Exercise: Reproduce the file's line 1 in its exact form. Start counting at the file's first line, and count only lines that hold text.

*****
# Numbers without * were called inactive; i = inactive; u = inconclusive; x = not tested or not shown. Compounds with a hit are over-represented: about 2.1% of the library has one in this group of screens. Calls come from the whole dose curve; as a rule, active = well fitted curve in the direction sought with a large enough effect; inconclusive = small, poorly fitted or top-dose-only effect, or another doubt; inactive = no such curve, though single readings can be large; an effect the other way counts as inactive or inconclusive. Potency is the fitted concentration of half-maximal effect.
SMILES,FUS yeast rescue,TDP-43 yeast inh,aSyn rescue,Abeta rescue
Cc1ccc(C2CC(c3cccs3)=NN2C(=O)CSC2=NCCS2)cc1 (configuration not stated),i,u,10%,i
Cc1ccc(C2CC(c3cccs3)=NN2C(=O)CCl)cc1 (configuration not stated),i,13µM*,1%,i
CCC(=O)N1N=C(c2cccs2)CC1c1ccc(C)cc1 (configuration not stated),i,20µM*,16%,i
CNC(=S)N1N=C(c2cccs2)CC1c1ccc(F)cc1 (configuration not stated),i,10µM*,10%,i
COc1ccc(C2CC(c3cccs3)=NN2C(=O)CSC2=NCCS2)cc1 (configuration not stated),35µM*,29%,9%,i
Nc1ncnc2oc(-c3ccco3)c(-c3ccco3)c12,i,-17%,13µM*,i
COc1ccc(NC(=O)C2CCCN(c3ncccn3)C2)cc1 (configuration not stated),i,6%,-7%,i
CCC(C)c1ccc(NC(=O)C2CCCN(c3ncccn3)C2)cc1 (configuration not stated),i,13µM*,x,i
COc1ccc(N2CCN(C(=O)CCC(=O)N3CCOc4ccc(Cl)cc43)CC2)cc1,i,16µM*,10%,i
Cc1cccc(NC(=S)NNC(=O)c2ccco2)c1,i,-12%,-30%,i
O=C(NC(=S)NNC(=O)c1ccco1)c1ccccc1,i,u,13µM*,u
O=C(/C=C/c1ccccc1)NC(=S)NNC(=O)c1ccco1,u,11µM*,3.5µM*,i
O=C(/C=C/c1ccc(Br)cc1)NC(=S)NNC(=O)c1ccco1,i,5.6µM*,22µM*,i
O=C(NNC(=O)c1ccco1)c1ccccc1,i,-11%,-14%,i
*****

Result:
# Numbers without * were called inactive; i = inactive; u = inconclusive; x = not tested or not shown. Compounds with a hit are over-represented: about 2.1% of the library has one in this group of screens. Calls come from the whole dose curve; as a rule, active = well fitted curve in the direction sought with a large enough effect; inconclusive = small, poorly fitted or top-dose-only effect, or another doubt; inactive = no such curve, though single readings can be large; an effect the other way counts as inactive or inconclusive. Potency is the fitted concentration of half-maximal effect.